# how to generate pi in c

Ian Smith smithi at nimnet.asn.au
Mon Nov 8 09:01:24 UTC 2010

```In freebsd-questions Digest, Vol 335, Issue 11, Message: 4
On Sat, 06 Nov 2010 01:00:34 -0700 perryh at pluto.rain.com wrote:
> Julian Fagir <gnrp at physik.tu-berlin.de> wrote:
> > > Does anyone has a "generate-pi.c" source code?
> ...
> >   1 #include <stdlib.h>
> >   2 #include <string.h>
> >   3 #include <stdio.h>
> >   4
> >   5 // Change this for a more accurate result.
> >   6 long max = 100000000;
> >   7 double a, b;
> >   8 double pi;
> >   9 long counter;
> >  10 long i;
> >  11
> >  12 int main() {
> >  13     for (i = 0; i< max; i++) {
> >  14         a = drand48();
> >  15         b = drand48();
> >  16         if (a*a + b*b <= 1)
> >  17             counter++;
> >  18     }
> >  19     pi = 4*counter;

Surely that should be 'pi = 4 * counter / max;' otherwise even if the
integer counter were only 1 (of 100000000), pi would already be 4 :)

> >  20
> >  21     printf("%e\n", pi);
> >  22     return(0);
> >  23 }
> ...
> > This approximation is stupid ... Just take 'random' numbers and
> > look whether they are in a circle (that's the a*a + b*b <= 1).
>
> Not stupid, clever.  Very clever.  I rather doubt it resembles what
> the OP had in mind, but it is a brilliant example of what can be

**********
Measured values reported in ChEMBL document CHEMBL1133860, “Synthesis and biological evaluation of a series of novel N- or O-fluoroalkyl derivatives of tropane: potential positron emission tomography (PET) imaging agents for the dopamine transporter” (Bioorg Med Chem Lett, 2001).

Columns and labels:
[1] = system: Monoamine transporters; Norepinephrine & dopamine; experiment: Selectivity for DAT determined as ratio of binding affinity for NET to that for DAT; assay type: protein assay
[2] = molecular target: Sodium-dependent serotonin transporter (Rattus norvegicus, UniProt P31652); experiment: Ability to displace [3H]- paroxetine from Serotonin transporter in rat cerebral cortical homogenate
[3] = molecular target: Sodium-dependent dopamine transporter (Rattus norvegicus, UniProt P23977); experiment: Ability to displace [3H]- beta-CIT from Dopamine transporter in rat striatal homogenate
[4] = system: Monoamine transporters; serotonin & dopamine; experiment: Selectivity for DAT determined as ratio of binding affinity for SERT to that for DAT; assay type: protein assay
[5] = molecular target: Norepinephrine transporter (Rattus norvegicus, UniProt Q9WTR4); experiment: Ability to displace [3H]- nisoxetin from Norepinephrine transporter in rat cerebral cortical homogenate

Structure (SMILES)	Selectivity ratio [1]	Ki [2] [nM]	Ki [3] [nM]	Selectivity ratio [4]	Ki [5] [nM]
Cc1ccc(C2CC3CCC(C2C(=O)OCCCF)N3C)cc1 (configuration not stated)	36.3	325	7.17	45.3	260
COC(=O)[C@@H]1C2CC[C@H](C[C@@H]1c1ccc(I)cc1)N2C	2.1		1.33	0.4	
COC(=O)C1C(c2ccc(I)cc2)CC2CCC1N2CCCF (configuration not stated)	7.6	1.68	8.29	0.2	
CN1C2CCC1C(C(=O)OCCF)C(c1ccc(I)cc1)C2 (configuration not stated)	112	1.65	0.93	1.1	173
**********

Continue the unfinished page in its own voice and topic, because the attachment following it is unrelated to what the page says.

> accomplished when one casts aside any perceived need to adopt a
> conventional approach.

Agreed, quite elegant.  Geometry being a bit rusty, I had to sketch it
to really see it as simply the ratio of the area of the first quadrant
of the unit circle (pi/4) to that of the unit square (1.0), times 4.

> > The detail of this approximation heavily depends on the pseudo-rng
> > you are using, as does its correctness
>
> Perhaps it would be useful in a PRNG test suite?
>
> > (e.g., when your 'rng' always returns 10, pi would be computed to
> > be 10) ...
>
> Bad example.  If abs(drand48()) always exceeded (0.5 * sqrt(2.0)),
> a*a + b*b would always exceed 1.0, thus counter would never be
> incremented and pi would be reported as zero.

That'd be one pretty sad PRNG :) but testing variance of the above
algorithm's result to best known double pi is likely a useful test.

And while a square enclosing a circle, it's hardly squaring the circle:
http://en.wikipedia.org/wiki/Squaring_the_circle .. but an interesting
read nonetheless for unrequited seekers of pi-foo :)

cheers, Ian
```